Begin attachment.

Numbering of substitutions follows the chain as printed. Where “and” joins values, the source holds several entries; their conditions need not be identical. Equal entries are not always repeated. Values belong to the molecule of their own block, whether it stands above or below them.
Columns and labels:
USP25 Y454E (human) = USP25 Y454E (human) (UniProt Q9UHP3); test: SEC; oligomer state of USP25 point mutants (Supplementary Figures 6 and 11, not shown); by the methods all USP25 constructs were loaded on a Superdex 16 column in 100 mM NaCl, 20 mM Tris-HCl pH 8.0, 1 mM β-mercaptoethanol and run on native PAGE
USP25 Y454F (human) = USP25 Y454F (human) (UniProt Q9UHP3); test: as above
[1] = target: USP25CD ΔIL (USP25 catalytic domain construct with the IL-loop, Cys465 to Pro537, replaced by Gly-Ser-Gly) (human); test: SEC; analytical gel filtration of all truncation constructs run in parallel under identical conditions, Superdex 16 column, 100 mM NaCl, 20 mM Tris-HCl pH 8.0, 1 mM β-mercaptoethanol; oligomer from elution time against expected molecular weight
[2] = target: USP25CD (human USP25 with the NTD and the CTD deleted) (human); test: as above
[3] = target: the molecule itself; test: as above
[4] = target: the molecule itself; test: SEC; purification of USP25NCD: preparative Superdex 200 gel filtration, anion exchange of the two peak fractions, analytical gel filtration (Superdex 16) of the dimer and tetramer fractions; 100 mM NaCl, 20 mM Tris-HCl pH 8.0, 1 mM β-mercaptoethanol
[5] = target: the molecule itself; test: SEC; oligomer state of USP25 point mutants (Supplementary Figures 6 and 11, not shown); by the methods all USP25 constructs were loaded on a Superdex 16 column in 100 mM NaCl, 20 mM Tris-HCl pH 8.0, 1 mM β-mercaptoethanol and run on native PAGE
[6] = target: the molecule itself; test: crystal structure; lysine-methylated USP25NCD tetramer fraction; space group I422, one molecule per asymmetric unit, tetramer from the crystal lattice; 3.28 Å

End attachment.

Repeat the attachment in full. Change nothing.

Numbering of substitutions follows the chain as printed. Where “and” joins values, the source holds several entries; their conditions need not be identical. Equal entries are not always repeated. Values belong to the molecule of their own block, whether it stands above or below them.
Columns and labels:
USP25 Y454E (human) = USP25 Y454E (human) (UniProt Q9UHP3); test: SEC; oligomer state of USP25 point mutants (Supplementary Figures 6 and 11, not shown); by the methods all USP25 constructs were loaded on a Superdex 16 column in 100 mM NaCl, 20 mM Tris-HCl pH 8.0, 1 mM β-mercaptoethanol and run on native PAGE
USP25 Y454F (human) = USP25 Y454F (human) (UniProt Q9UHP3); test: as above
[1] = target: USP25CD ΔIL (USP25 catalytic domain construct with the IL-loop, Cys465 to Pro537, replaced by Gly-Ser-Gly) (human); test: SEC; analytical gel filtration of all truncation constructs run in parallel under identical conditions, Superdex 16 column, 100 mM NaCl, 20 mM Tris-HCl pH 8.0, 1 mM β-mercaptoethanol; oligomer from elution time against expected molecular weight
[2] = target: USP25CD (human USP25 with the NTD and the CTD deleted) (human); test: as above
[3] = target: the molecule itself; test: as above
[4] = target: the molecule itself; test: SEC; purification of USP25NCD: preparative Superdex 200 gel filtration, anion exchange of the two peak fractions, analytical gel filtration (Superdex 16) of the dimer and tetramer fractions; 100 mM NaCl, 20 mM Tris-HCl pH 8.0, 1 mM β-mercaptoethanol
[5] = target: the molecule itself; test: SEC; oligomer state of USP25 point mutants (Supplementary Figures 6 and 11, not shown); by the methods all USP25 constructs were loaded on a Superdex 16 column in 100 mM NaCl, 20 mM Tris-HCl pH 8.0, 1 mM β-mercaptoethanol and run on native PAGE
[6] = target: the molecule itself; test: crystal structure; lysine-methylated USP25NCD tetramer fraction; space group I422, one molecule per asymmetric unit, tetramer from the crystal lattice; 3.28 Å